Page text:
5.65" Fossil Primitive Whale (Pappocetus) Incisor Tooth - Morocco

This is an incredible, 5.65" long tooth (incisor) from Pappocetus lugardi, a type of protocetid cetacean (early whale ancestor). These rare teeth come from the Middle Eocene-age Aridal Formation, located in the Western Sahara near Gueran, Morocco.

There is a fracture that runs from the tip of the crown, down through the root which required some gap fill restoration. Additional cracks through the crown also required gap fill, however the overall restoration to this specimen is quite minimal.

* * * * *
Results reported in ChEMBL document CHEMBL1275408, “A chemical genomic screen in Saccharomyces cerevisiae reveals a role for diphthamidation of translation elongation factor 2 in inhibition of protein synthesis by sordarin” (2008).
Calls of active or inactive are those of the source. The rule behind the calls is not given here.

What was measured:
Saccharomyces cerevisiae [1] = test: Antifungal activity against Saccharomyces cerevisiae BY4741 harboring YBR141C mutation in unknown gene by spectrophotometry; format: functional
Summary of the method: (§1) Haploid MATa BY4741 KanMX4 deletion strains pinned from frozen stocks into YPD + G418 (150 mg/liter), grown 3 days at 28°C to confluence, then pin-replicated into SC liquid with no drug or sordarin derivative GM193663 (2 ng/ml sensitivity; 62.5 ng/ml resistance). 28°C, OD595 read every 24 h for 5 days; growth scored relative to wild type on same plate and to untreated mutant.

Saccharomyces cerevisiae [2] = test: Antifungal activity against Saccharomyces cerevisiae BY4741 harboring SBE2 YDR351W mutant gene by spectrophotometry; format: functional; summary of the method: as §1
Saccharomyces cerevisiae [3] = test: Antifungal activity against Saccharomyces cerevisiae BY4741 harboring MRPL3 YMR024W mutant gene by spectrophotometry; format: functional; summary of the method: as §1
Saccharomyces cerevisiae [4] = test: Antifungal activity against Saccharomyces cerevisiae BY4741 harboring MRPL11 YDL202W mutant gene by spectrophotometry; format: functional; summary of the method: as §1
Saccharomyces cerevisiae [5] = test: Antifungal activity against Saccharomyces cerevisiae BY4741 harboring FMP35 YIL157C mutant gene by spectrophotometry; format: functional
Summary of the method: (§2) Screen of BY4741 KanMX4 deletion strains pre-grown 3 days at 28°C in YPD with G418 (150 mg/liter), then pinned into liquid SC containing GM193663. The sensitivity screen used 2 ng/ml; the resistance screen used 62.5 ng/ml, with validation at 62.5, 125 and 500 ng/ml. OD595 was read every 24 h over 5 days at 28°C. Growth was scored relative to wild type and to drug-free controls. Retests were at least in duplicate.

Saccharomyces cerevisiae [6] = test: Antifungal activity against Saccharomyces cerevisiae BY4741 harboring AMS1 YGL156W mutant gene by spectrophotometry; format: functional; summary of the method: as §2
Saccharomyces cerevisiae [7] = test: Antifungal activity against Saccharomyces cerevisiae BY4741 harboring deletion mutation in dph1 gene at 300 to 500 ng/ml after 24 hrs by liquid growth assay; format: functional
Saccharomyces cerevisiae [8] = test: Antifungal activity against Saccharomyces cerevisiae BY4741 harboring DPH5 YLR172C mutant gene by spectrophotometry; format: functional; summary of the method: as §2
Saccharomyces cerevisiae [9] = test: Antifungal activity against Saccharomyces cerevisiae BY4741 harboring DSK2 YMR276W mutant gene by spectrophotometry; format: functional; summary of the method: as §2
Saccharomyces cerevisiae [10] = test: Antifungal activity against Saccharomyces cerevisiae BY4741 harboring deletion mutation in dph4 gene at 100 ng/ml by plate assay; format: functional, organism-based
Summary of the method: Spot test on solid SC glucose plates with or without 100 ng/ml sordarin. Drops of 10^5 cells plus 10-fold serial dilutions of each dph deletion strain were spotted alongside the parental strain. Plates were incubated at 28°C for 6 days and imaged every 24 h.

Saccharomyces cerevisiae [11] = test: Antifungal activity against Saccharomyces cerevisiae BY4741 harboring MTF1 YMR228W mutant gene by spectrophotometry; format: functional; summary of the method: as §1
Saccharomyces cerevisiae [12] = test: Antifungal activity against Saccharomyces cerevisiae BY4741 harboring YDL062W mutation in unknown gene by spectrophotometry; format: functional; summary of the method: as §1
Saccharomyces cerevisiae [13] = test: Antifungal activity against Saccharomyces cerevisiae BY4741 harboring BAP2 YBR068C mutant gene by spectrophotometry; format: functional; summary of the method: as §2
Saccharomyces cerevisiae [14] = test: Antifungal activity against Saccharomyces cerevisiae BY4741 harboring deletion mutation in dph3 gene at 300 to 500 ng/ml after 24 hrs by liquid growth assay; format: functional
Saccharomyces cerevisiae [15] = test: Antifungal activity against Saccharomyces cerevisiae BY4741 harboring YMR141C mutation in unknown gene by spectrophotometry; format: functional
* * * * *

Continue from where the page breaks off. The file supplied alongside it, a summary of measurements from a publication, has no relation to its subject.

Pappocetus is a genus of extinct protocetid cetacean. Protocetids are considered to be one of the earliest examples of whale development during the time they were transitioning from land to sea. Fossil records indicate that they are Middle Eocene in age, existing after Pakicetus (earliest known whale) and prior to Zygorhiza (basilosaurid). These protocetids had become much more whale-like in appearance, featuring a more streamlined body with paddle-like forelegs, and hind-limbs that were greatly reduced in size. Their robust teeth and root structures suggest that they were aquatic carnivores, relying on smell and vision as their most important senses for hunting prey. It's unlikely that by this point they had developed echolocation systems used by modern whales.
Pappocetus lugardi
Gueran, Boujdour, Western Sahara, Morocco
Aridal Formation
5.65" long
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